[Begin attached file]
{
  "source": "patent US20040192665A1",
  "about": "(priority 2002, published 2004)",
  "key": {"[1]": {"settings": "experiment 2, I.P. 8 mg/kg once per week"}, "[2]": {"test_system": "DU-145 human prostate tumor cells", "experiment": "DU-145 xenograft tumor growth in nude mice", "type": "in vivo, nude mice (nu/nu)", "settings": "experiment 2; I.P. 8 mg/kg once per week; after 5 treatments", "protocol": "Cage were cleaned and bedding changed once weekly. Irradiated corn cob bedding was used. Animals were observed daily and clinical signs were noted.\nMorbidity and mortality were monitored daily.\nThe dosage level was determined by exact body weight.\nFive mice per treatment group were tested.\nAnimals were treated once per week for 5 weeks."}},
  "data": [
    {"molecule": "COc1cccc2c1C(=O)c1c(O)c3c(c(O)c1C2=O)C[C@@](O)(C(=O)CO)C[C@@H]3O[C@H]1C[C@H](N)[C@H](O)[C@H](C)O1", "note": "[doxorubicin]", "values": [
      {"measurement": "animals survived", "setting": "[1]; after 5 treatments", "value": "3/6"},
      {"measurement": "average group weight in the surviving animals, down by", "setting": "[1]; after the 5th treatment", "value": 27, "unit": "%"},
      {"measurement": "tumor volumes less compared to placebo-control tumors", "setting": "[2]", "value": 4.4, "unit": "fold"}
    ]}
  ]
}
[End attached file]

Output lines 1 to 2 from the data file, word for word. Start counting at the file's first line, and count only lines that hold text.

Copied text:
{
  "source": "patent US20040192665A1",